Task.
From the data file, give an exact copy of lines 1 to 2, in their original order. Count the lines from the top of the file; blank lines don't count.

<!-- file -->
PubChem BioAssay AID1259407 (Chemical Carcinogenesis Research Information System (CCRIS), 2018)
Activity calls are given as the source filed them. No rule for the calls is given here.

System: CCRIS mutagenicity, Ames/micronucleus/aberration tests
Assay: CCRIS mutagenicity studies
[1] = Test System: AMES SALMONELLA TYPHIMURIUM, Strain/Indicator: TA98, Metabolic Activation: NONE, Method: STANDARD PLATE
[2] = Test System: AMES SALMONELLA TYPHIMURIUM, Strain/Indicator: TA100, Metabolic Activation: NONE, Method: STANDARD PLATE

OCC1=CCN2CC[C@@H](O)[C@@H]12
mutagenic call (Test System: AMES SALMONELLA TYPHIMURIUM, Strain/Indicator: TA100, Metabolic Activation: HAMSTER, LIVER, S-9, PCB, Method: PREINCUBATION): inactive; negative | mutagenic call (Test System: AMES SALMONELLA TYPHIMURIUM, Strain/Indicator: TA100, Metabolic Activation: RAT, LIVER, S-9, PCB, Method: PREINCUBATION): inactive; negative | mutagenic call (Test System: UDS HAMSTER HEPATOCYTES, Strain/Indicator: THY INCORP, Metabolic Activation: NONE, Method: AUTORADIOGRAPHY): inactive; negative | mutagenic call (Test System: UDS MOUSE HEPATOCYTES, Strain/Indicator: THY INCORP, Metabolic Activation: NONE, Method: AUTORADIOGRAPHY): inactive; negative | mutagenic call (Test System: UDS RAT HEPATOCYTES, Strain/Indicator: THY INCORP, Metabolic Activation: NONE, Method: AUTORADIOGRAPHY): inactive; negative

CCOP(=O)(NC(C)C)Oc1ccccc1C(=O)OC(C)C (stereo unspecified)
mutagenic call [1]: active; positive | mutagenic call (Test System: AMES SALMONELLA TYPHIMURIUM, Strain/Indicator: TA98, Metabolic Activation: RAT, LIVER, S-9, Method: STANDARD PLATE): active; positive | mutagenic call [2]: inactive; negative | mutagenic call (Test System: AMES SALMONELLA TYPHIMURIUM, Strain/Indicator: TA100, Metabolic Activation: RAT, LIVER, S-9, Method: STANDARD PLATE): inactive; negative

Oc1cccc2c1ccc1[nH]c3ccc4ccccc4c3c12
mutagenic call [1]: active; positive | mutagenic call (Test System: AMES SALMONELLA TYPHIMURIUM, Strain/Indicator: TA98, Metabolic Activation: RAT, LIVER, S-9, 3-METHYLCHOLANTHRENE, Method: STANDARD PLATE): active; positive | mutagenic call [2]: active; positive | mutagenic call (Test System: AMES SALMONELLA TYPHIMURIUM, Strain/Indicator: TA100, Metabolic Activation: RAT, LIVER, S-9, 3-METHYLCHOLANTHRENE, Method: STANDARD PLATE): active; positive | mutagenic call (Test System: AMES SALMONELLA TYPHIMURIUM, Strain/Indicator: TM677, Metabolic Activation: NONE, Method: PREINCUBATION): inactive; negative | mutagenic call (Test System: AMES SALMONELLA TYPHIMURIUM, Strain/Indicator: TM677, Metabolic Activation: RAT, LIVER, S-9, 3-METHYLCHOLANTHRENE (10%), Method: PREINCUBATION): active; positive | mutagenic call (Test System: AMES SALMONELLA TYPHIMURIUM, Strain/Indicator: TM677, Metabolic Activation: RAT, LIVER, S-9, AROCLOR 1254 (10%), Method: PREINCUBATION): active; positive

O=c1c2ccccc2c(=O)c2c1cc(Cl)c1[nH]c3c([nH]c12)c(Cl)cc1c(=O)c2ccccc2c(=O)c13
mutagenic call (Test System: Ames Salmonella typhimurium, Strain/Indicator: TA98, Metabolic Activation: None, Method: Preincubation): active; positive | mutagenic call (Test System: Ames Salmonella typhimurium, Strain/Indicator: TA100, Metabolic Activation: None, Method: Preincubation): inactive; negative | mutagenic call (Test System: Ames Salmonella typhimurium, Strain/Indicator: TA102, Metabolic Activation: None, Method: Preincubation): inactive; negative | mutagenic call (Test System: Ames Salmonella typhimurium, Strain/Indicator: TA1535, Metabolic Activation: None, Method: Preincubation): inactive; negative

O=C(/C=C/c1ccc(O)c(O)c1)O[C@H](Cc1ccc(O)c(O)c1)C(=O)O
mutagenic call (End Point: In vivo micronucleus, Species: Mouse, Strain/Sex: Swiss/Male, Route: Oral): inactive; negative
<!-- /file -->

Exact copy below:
PubChem BioAssay AID1259407 (Chemical Carcinogenesis Research Information System (CCRIS), 2018)
Activity calls are given as the source filed them. No rule for the calls is given here.